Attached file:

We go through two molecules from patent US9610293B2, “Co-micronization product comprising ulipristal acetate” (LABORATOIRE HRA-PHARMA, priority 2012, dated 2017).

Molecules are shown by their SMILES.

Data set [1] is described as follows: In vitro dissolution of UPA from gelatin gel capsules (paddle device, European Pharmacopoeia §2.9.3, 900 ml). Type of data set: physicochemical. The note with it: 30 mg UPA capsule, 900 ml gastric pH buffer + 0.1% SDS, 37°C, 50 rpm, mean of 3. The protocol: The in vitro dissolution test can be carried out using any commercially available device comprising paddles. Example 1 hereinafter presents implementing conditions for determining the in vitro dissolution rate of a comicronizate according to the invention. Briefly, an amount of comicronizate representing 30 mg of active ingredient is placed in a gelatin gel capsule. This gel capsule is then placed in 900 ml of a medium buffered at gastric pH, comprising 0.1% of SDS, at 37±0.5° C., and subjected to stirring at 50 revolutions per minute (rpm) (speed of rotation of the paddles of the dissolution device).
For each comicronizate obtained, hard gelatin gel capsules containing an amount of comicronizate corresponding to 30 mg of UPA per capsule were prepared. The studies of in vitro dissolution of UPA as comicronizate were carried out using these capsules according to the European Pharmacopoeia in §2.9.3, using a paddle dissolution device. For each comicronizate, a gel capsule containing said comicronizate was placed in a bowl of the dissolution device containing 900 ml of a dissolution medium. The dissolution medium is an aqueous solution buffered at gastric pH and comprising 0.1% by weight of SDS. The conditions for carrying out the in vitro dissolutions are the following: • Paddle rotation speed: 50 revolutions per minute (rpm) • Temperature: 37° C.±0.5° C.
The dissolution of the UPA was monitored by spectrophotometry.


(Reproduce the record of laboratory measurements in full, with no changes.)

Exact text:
We go through two molecules from patent US9610293B2, “Co-micronization product comprising ulipristal acetate” (LABORATOIRE HRA-PHARMA, priority 2012, dated 2017).

Molecules are shown by their SMILES.

Data set [1] is described as follows: In vitro dissolution of UPA from gelatin gel capsules (paddle device, European Pharmacopoeia §2.9.3, 900 ml). Type of data set: physicochemical. The note with it: 30 mg UPA capsule, 900 ml gastric pH buffer + 0.1% SDS, 37°C, 50 rpm, mean of 3. The protocol: The in vitro dissolution test can be carried out using any commercially available device comprising paddles. Example 1 hereinafter presents implementing conditions for determining the in vitro dissolution rate of a comicronizate according to the invention. Briefly, an amount of comicronizate representing 30 mg of active ingredient is placed in a gelatin gel capsule. This gel capsule is then placed in 900 ml of a medium buffered at gastric pH, comprising 0.1% of SDS, at 37±0.5° C., and subjected to stirring at 50 revolutions per minute (rpm) (speed of rotation of the paddles of the dissolution device).
For each comicronizate obtained, hard gelatin gel capsules containing an amount of comicronizate corresponding to 30 mg of UPA per capsule were prepared. The studies of in vitro dissolution of UPA as comicronizate were carried out using these capsules according to the European Pharmacopoeia in §2.9.3, using a paddle dissolution device. For each comicronizate, a gel capsule containing said comicronizate was placed in a bowl of the dissolution device containing 900 ml of a dissolution medium. The dissolution medium is an aqueous solution buffered at gastric pH and comprising 0.1% by weight of SDS. The conditions for carrying out the in vitro dissolutions are the following: • Paddle rotation speed: 50 revolutions per minute (rpm) • Temperature: 37° C.±0.5° C.
The dissolution of the UPA was monitored by spectrophotometry.